By Dr. Stephanie Reed
Since the beginning of the COVID crisis, cases, hospitalizations and deaths have been reported as raw numbers and proportions. What has been missing from the data are rates. Rates indicate the impact of a condition or disease standardized against the population of a group. For example, if 10 out of 100 positive cases of a disease are African-American, they represent 10% of all cases. Likewise, if 10 out of 100 positive cases are White, they also represent 10% of all cases. However, if there are 100,000 residents in the city, with African-Americans representing 15% of the total population and Whites representing 80% of the population, the African-American case rate would be 66.67 cases per 100,000 population of African-Americans, compared to a case rate of 12.5 per 100,000 of the population for Whites. Rates provide a way to clearly see how deeply a community or group is impacted.
It is true that it is difficult to calculate an accurate rate when cases are few, but as we see the increasingly devastating impact of COVID-19 on communities of color, it becomes time to quantify its impact in terms of rates, stratified by race and ethnicity. We have been able to calculate rates by age groups and have issued stark warnings to the elderly about their risk. Race and racism have deep roots in the fabric of this country, with racial and ethnic disparities showing up across a wide spectrum of outcomes, including education, justice and health outcomes.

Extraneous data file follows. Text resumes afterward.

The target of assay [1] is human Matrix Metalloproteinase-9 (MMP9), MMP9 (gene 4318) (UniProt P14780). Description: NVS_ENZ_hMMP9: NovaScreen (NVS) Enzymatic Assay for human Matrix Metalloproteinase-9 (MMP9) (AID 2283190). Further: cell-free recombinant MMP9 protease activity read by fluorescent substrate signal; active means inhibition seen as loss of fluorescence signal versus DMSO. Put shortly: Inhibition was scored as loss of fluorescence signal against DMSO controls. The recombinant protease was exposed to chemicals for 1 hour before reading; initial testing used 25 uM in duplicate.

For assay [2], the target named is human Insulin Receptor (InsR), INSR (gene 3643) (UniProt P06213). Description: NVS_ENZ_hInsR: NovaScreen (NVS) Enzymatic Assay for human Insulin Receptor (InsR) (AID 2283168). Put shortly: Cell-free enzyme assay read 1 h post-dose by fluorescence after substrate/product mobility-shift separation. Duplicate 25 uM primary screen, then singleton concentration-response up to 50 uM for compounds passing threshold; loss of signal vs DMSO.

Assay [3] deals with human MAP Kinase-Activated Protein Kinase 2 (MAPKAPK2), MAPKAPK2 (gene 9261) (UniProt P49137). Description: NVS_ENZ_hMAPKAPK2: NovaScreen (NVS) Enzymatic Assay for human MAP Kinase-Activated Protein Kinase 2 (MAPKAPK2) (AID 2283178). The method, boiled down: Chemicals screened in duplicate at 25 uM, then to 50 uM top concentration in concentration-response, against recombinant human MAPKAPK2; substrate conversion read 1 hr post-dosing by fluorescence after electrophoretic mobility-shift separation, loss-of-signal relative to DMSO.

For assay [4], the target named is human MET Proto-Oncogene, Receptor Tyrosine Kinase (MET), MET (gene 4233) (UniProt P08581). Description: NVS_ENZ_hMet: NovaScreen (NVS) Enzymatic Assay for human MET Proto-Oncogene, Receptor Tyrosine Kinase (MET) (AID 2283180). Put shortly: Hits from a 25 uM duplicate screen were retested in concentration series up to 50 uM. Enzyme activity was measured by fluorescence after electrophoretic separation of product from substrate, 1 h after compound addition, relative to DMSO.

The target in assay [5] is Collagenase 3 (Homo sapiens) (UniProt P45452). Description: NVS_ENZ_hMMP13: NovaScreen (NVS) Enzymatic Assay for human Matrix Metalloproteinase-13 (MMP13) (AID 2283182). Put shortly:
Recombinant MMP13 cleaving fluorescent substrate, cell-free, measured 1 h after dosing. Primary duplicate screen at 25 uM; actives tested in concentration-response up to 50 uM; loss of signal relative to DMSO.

The time to solve inequities is not during a crisis. The crisis has served to immensely magnify the inequities that were already in existence. What we should take time to do now is study how communities are disproportionately impacted and use the data to determine where marketing, and testing health care resources should be deployed to effectively mitigate the impact on these communities. It is clear that the virus is differentially impacting communities of color across the country, and indeed around the world in terms of cases and deaths. We can not become complacent and think that because we haven’t seen the same trend in local data that it doesn’t exist here. The fact that it DOES exist elsewhere and COULD exist here should propel us to want to reach out to those who are more vulnerable and provide the best level of care to reduce the risk for the entire population. The care and concern we demonstrate toward the most vulnerable is indicative of our desire to protect the entire population, for we are all inextricably linked.
For the most recent data on the differential impact of COVID crisis on communities of color, please visit the UNITE Pinellas COVID tracker.
Dr. Stephanie Reed is the Section Manager of the Planning and Quality Assurance team at Pinellas County Human Services. Dr. Reed holds a Ph.D. from the University of North Carolina, Chapel Hill in Maternal and Child Health and a Master of Public Health from Florida Agricultural and Mechanical University.